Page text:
November 5, 2008
By Susan Benson,
CNHM Director of Education
As our lake effect snow falls this Monday morning, my bike is put away for the season. I went for a walk, thinking about how all the northwoods have prepared for the coming winter. There are some interesting things that occur in the animal world.
Ruffed grouse grow fringes on their toes in the winter that act like natural snowshoes. These feathery feet do not exist in the summer or in regions without snow. These “snowshoes” don’t really have flotation devices, though, so sometimes the grouse, who like to walk, will end up kind of tunneling their feet through the snow. Like the weasel, the ruffed grouse uses the snow for warmth by spending nights and parts of the day after having dived down into the snow.
Gray squirrels eat about 40 pounds of acorns each winter. They grow longer coats during the winter, and sometimes grow white ear tufts in winter. It is believed that these ear patches look like small patches of snow, while the remaining coloration matches tree bark better. Motionless, this animal would be more difficult to detect by their predators. Squirrels that live in places that don't get accumulating snow don't grow the white ear tufts.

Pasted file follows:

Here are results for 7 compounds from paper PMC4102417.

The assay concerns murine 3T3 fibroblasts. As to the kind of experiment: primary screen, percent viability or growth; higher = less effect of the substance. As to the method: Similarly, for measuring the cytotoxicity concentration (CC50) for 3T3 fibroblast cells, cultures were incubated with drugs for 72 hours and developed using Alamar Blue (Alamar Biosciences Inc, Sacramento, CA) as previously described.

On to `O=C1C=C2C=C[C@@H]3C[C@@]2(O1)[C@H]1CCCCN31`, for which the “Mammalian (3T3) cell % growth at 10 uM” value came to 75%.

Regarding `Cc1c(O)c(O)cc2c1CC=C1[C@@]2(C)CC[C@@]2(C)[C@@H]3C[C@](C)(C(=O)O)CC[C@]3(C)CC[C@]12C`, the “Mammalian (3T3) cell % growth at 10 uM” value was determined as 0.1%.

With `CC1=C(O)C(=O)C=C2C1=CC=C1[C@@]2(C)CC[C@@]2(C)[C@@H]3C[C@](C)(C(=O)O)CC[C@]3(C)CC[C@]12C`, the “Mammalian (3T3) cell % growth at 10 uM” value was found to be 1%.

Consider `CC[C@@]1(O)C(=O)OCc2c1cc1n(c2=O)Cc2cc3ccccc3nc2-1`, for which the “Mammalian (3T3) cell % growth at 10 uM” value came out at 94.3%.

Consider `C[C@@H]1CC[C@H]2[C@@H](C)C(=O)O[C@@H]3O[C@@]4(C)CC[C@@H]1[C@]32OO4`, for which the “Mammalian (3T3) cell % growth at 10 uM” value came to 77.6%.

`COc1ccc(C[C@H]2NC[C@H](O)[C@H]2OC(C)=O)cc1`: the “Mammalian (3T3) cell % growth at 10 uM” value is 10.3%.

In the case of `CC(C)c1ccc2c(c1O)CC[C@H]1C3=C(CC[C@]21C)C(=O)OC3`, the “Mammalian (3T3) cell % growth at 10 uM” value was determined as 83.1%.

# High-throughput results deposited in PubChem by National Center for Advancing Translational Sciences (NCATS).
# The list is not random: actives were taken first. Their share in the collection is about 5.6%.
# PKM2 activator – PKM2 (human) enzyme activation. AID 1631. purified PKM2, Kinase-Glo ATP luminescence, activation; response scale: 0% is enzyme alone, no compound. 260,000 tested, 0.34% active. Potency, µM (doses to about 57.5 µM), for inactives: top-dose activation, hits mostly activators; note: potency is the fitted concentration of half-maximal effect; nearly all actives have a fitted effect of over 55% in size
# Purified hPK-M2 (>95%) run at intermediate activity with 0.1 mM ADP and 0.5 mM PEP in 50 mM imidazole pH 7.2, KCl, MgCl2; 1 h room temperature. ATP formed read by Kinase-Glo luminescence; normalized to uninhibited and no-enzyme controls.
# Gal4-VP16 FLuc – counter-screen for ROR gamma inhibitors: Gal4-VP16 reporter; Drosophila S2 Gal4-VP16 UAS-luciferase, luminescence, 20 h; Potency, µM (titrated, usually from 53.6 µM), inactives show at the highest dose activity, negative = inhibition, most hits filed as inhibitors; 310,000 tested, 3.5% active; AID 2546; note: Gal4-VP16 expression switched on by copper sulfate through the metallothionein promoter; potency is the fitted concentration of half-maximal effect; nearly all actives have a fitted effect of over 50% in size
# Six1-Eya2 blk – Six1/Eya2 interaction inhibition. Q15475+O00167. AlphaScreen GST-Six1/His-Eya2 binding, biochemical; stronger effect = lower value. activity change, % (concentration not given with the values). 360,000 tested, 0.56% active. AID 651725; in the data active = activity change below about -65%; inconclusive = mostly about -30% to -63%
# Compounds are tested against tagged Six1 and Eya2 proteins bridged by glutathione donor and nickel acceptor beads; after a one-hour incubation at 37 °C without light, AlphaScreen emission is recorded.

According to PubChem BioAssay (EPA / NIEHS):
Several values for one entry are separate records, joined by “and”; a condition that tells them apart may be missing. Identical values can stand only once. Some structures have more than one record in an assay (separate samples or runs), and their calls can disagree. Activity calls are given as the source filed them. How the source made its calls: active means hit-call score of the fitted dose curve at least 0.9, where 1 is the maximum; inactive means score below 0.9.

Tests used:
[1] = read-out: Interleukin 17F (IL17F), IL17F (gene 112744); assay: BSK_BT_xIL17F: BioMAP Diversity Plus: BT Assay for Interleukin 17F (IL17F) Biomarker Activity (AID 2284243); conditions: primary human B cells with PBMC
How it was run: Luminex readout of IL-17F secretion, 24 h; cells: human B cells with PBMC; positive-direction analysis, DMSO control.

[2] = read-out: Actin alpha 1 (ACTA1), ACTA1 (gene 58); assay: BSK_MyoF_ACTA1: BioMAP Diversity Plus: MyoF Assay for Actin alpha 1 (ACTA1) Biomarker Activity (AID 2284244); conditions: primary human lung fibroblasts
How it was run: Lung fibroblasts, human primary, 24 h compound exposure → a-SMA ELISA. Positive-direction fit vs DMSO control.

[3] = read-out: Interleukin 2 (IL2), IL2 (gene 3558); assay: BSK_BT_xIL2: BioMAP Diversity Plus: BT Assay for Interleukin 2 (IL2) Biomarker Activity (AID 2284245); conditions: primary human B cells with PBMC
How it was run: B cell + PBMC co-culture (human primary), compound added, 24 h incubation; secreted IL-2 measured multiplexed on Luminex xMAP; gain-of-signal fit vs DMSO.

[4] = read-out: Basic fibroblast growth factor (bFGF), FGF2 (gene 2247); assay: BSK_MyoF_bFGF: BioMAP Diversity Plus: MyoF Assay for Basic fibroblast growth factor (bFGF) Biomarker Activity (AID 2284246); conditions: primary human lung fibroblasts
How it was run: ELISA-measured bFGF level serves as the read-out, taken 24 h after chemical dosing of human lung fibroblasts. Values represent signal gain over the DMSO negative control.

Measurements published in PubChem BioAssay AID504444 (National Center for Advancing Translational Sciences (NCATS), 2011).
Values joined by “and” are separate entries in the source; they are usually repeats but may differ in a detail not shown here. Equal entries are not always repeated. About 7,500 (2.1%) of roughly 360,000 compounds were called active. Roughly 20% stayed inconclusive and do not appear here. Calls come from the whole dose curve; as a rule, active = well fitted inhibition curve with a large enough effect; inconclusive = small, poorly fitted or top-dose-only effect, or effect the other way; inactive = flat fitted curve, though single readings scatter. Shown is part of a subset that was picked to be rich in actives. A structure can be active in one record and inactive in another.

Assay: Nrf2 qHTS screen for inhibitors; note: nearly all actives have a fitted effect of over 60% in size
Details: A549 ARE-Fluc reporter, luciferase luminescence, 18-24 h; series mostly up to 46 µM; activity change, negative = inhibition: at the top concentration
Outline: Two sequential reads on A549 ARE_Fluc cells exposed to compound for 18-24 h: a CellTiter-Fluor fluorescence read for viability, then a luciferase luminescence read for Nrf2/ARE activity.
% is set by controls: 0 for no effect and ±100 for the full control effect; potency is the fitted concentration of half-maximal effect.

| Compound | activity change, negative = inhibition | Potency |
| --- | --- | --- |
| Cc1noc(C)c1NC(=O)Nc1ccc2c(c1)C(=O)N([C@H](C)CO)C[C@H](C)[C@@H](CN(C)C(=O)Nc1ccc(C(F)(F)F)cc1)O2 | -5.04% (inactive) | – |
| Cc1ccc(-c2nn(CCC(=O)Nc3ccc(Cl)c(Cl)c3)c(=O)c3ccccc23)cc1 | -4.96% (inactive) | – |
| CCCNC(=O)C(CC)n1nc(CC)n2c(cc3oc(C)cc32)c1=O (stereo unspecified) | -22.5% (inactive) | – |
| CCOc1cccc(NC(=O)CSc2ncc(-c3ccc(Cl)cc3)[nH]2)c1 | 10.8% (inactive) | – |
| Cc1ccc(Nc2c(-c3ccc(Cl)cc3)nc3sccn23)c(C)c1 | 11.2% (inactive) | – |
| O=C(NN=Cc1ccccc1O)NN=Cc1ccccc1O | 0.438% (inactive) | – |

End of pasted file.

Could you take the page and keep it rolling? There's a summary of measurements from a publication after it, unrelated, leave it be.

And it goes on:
Imagine carrying your house around with you everywhere you go. Snails do, of course. In the winter, snails and slugs burrow into moist marsh soil for the winter, living off the fat in their bodies. Many snails secrete lime that creates a protective door over their openings.
Thirteen-lined ground squirrels, animals we often call gophers, hibernate all winter long. They layer on a coat of fat in the fall, and then settle into their underground burrows from October through March. When hibernating, their breathing rate decreases from 100-200 breaths per minute to one breath every five minutes. Their body temperature cools to almost that of the surrounding air temperature.
Nature Watch is brought to you by the Cable Natural History Museum. For 40 years, the Museum has served as a guide and mentor to generations of visitors and residents interested in learning to better appreciate and care for the extraordinary natural resources of the region. The Museum invites you to visit its facility in Cable at 13470 County Highway M or on the web at http://www.cablemuseum.org/ to learn more about exhibits and programs.